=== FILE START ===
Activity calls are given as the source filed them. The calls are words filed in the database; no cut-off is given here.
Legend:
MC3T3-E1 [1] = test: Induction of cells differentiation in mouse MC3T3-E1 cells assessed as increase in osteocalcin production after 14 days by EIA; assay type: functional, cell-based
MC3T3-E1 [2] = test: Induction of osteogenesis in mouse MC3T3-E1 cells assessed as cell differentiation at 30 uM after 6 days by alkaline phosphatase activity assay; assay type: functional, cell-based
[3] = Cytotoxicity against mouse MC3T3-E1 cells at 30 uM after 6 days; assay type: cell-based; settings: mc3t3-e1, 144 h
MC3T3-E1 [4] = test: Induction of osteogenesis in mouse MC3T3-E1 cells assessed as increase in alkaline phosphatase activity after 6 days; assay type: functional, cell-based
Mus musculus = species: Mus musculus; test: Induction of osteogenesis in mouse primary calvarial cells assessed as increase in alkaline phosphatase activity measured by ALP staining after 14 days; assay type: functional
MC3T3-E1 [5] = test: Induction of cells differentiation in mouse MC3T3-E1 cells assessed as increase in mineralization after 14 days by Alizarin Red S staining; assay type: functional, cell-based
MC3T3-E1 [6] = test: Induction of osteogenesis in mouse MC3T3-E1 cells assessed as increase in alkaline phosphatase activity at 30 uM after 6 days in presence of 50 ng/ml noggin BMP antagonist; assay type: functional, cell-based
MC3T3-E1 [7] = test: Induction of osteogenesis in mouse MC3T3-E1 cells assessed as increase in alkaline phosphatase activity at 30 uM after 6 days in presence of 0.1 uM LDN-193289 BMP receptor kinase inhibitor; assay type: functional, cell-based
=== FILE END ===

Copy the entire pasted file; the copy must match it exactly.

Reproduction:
Activity calls are given as the source filed them. The calls are words filed in the database; no cut-off is given here.
Legend:
MC3T3-E1 [1] = test: Induction of cells differentiation in mouse MC3T3-E1 cells assessed as increase in osteocalcin production after 14 days by EIA; assay type: functional, cell-based
MC3T3-E1 [2] = test: Induction of osteogenesis in mouse MC3T3-E1 cells assessed as cell differentiation at 30 uM after 6 days by alkaline phosphatase activity assay; assay type: functional, cell-based
[3] = Cytotoxicity against mouse MC3T3-E1 cells at 30 uM after 6 days; assay type: cell-based; settings: mc3t3-e1, 144 h
MC3T3-E1 [4] = test: Induction of osteogenesis in mouse MC3T3-E1 cells assessed as increase in alkaline phosphatase activity after 6 days; assay type: functional, cell-based
Mus musculus = species: Mus musculus; test: Induction of osteogenesis in mouse primary calvarial cells assessed as increase in alkaline phosphatase activity measured by ALP staining after 14 days; assay type: functional
MC3T3-E1 [5] = test: Induction of cells differentiation in mouse MC3T3-E1 cells assessed as increase in mineralization after 14 days by Alizarin Red S staining; assay type: functional, cell-based
MC3T3-E1 [6] = test: Induction of osteogenesis in mouse MC3T3-E1 cells assessed as increase in alkaline phosphatase activity at 30 uM after 6 days in presence of 50 ng/ml noggin BMP antagonist; assay type: functional, cell-based
MC3T3-E1 [7] = test: Induction of osteogenesis in mouse MC3T3-E1 cells assessed as increase in alkaline phosphatase activity at 30 uM after 6 days in presence of 0.1 uM LDN-193289 BMP receptor kinase inhibitor; assay type: functional, cell-based